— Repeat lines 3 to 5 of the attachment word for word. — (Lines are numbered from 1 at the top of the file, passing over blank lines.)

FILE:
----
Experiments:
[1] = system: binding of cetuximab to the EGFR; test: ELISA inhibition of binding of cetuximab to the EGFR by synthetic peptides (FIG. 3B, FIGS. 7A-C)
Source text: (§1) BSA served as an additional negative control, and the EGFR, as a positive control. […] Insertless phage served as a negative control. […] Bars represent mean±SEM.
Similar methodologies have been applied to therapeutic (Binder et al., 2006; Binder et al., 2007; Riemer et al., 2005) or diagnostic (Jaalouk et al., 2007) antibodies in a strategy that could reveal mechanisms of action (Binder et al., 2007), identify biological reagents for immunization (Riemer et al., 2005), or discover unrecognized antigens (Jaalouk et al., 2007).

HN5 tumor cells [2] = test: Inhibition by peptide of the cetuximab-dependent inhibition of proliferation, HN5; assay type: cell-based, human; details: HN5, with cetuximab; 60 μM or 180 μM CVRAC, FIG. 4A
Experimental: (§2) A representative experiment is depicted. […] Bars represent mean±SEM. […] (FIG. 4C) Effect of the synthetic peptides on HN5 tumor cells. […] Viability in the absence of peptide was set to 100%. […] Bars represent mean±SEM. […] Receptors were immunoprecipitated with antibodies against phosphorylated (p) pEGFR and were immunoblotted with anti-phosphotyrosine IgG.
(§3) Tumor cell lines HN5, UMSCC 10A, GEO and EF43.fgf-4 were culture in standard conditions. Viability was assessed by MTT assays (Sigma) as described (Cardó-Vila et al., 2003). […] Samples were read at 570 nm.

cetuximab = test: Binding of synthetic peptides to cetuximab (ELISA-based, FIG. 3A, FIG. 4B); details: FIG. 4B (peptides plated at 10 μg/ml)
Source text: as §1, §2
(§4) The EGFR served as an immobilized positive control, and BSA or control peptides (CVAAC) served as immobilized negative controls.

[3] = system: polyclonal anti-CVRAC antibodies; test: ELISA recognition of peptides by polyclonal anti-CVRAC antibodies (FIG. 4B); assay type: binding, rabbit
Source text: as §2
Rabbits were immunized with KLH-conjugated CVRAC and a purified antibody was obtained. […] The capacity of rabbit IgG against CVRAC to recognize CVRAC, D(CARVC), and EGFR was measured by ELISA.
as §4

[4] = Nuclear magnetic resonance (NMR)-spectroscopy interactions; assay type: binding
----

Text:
Source text: (§1) BSA served as an additional negative control, and the EGFR, as a positive control. […] Insertless phage served as a negative control. […] Bars represent mean±SEM.
Similar methodologies have been applied to therapeutic (Binder et al., 2006; Binder et al., 2007; Riemer et al., 2005) or diagnostic (Jaalouk et al., 2007) antibodies in a strategy that could reveal mechanisms of action (Binder et al., 2007), identify biological reagents for immunization (Riemer et al., 2005), or discover unrecognized antigens (Jaalouk et al., 2007).

HN5 tumor cells [2] = test: Inhibition by peptide of the cetuximab-dependent inhibition of proliferation, HN5; assay type: cell-based, human; details: HN5, with cetuximab; 60 μM or 180 μM CVRAC, FIG. 4A